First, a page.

Novel blood biomarkers of human urinary bladder cancer. Osman I, Bajorin DF, Sun T-T, Zhong H, Douglas D, Scattergood J, Zheng R, Han M, Marshall KW, Liew CC, Wayne Marshall and Choong-Chin Liew. New York University School of Medicine, New York, NY

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Abstract

Purpose: Recent data indicate that cDNA microarray gene expression profile of blood cells can reflect disease states and thus have diagnostic value. We tested the hypothesis that blood cell gene expression can differentiate between bladder cancer and other genitourinary cancers as well as between bladder cancer and healthy controls. Experimental Design: We used Affymetrix U133 Plus 2.0 GeneChip (Affymetrix, Santa Clara, CA) to profile circulating blood total RNA from 35 patients diagnosed with one of three types of genitourinary cancer [bladder cancer (n = 16), testicular cancer (n = 10), and renal cell carcinoma (n = 9)] and compared their cDNA profiles with those of 10 healthy subjects. We then verified the expression levels of selected genes from the Affymetrix results in a larger number of bladder cancer patients (n = 40) and healthy controls (n = 27). Results: Blood gene expression profiles distinguished bladder cancer patients from healthy controls and from testicular and renal cancer patients. Differential expression of a combined set of seven gene transcripts (insulin-like growth factor-binding protein 7, sorting nexin 16, chondroitin sulfate proteoglycan 6, and cathepsin D, chromodomain helicase DNA-binding protein 2, nell-like 2, and tumor necrosis factor receptor superfamily member 7) was able to discriminate bladder cancer from control samples with a sensitivity of 83% (95% confidence interval, 67-93%) and a specificity of 93% (95% confidence interval, 76-99%). Conclusion: We have shown that the gene expression profile of circulating blood cells can distinguish bladder cancer from other types of genitourinary cancer and healthy controls and can be used to identify novel blood markers for bladder.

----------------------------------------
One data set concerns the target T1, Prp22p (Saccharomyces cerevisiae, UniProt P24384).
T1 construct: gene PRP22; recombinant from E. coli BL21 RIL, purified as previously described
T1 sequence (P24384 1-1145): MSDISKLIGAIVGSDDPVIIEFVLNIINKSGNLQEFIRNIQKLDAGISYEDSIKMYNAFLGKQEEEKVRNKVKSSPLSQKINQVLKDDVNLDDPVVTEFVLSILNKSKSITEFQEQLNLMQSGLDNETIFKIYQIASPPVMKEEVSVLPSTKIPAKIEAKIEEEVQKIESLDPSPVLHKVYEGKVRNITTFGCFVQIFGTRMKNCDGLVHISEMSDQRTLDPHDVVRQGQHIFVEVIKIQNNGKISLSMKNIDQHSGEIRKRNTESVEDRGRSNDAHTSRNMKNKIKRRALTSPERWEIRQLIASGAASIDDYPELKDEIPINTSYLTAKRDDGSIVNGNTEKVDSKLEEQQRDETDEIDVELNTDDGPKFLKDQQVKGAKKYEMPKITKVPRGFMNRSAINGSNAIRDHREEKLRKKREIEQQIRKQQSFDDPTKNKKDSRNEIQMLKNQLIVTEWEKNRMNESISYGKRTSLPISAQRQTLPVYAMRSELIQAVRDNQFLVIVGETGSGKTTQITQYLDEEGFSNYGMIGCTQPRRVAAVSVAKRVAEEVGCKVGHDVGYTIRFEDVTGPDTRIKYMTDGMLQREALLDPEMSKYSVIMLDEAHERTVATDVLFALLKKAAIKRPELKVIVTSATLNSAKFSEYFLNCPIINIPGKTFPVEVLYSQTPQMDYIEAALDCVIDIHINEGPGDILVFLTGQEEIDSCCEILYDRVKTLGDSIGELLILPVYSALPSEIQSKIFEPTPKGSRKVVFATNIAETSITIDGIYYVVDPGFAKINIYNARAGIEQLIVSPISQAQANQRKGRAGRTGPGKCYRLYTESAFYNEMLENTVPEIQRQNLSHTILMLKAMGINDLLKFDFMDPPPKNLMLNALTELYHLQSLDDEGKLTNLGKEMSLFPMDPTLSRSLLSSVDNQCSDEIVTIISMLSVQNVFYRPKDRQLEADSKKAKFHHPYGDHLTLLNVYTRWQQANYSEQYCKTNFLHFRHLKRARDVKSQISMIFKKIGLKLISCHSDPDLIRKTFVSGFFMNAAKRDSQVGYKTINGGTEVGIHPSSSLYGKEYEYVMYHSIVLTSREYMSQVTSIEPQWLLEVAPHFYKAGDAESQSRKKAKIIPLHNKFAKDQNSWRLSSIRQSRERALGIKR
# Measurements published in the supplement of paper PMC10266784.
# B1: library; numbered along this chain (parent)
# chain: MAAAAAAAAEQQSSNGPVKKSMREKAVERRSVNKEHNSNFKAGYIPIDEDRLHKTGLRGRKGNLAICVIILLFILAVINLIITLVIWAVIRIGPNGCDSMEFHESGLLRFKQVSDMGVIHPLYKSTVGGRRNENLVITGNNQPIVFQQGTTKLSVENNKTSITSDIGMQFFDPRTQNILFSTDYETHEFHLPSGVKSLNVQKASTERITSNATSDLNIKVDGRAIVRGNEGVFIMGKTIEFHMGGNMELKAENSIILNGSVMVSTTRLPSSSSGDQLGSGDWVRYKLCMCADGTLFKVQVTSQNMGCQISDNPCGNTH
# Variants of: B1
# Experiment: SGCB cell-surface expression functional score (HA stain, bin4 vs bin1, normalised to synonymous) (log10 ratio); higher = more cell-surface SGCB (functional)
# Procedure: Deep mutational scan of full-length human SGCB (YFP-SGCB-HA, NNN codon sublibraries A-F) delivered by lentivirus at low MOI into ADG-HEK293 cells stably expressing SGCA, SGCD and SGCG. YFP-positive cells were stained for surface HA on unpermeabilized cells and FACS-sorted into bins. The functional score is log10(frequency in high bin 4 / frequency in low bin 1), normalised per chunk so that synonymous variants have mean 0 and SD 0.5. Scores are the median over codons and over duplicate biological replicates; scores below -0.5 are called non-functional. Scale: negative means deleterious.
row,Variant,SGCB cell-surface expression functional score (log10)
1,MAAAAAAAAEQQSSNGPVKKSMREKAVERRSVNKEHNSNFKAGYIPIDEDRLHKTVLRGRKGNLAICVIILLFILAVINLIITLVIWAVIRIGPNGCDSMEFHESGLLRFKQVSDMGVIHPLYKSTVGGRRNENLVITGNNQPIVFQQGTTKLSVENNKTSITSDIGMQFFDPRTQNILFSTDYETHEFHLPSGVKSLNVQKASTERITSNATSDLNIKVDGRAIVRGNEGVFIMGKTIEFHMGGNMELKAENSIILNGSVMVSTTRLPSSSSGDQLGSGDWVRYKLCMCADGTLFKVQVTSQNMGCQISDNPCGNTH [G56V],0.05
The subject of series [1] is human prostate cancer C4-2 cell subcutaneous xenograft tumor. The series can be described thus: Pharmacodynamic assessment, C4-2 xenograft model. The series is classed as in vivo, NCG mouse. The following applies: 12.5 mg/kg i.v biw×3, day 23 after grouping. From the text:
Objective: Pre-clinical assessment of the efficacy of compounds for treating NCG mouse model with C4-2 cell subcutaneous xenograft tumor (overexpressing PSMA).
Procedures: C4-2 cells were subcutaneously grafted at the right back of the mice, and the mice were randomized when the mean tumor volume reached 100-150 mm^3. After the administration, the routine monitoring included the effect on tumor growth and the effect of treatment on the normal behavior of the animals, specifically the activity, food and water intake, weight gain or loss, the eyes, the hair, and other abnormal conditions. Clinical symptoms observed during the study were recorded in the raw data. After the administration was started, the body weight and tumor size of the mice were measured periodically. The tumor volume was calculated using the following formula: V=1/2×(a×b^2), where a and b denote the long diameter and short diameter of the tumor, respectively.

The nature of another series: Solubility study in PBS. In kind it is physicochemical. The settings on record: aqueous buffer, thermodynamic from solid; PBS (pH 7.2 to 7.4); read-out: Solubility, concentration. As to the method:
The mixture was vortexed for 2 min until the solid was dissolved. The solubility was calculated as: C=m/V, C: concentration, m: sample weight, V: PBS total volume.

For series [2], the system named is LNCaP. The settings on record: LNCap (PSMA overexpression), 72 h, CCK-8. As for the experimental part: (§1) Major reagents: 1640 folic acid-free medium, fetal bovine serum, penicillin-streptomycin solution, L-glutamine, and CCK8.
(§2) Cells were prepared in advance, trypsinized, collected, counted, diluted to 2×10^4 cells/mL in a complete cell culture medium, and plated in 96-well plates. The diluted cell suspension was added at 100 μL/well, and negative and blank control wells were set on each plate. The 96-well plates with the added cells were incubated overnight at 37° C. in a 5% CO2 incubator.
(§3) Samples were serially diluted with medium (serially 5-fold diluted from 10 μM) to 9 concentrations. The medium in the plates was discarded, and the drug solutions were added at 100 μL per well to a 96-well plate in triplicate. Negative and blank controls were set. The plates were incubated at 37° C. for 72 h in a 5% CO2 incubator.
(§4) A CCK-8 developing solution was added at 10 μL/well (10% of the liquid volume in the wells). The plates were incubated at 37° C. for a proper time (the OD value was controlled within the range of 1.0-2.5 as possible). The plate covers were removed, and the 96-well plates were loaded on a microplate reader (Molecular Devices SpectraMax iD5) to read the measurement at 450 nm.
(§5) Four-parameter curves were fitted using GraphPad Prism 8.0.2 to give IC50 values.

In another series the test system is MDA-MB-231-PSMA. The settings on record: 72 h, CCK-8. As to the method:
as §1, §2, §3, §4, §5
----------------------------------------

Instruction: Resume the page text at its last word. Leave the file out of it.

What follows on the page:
Original languageEnglish (US)
Pages (from-to)562-563
Number of pages2
JournalUrologic Oncology: Seminars and Original Investigations
Volume24
Issue number6
DOIs
StatePublished - Nov 2006

Fingerprint

Chin
Solar System
Urinary Bladder Neoplasms
Biomarkers
Medicine
Urogenital Neoplasms
Transcriptome
Blood Cells
Testicular Neoplasms
Sorting Nexins
CD27 Antigens
Confidence Intervals
Chondroitin Sulfate Proteoglycans
Cathepsin D
carbosulfan
Kidney Neoplasms
DNA-Binding Proteins
Protein Transport
Oligonucleotide Array Sequence Analysis
Renal Cell Carcinoma

ASJC Scopus subject areas

  • Oncology
  • Urology

Cite this

@article{4b1c3667fea64664a3ce20479c8fce9f,
title = "Novel blood biomarkers of human urinary bladder cancer. Osman I, Bajorin DF, Sun T-T, Zhong H, Douglas D, Scattergood J, Zheng R, Han M, Marshall KW, Liew CC, Wayne Marshall and Choong-Chin Liew. New York University School of Medicine, New York, NY",
abstract = "Purpose: Recent data indicate that cDNA microarray gene expression profile of blood cells can reflect disease states and thus have diagnostic value. We tested the hypothesis that blood cell gene expression can differentiate between bladder cancer and other genitourinary cancers as well as between bladder cancer and healthy controls. Experimental Design: We used Affymetrix U133 Plus 2.0 GeneChip (Affymetrix, Santa Clara, CA) to profile circulating blood total RNA from 35 patients diagnosed with one of three types of genitourinary cancer [bladder cancer (n = 16), testicular cancer (n = 10), and renal cell carcinoma (n = 9)] and compared their cDNA profiles with those of 10 healthy subjects. We then verified the expression levels of selected genes from the Affymetrix results in a larger number of bladder cancer patients (n = 40) and healthy controls (n = 27). Results: Blood gene expression profiles distinguished bladder cancer patients from healthy controls and from testicular and renal cancer patients. Differential expression of a combined set of seven gene transcripts (insulin-like growth factor-binding protein 7, sorting nexin 16, chondroitin sulfate proteoglycan 6, and cathepsin D, chromodomain helicase DNA-binding protein 2, nell-like 2, and tumor necrosis factor receptor superfamily member 7) was able to discriminate bladder cancer from control samples with a sensitivity of 83{\%} (95{\%} confidence interval, 67-93{\%}) and a specificity of 93{\%} (95{\%} confidence interval, 76-99{\%}). Conclusion: We have shown that the gene expression profile of circulating blood cells can distinguish bladder cancer from other types of genitourinary cancer and healthy controls and can be used to identify novel blood markers for bladder.",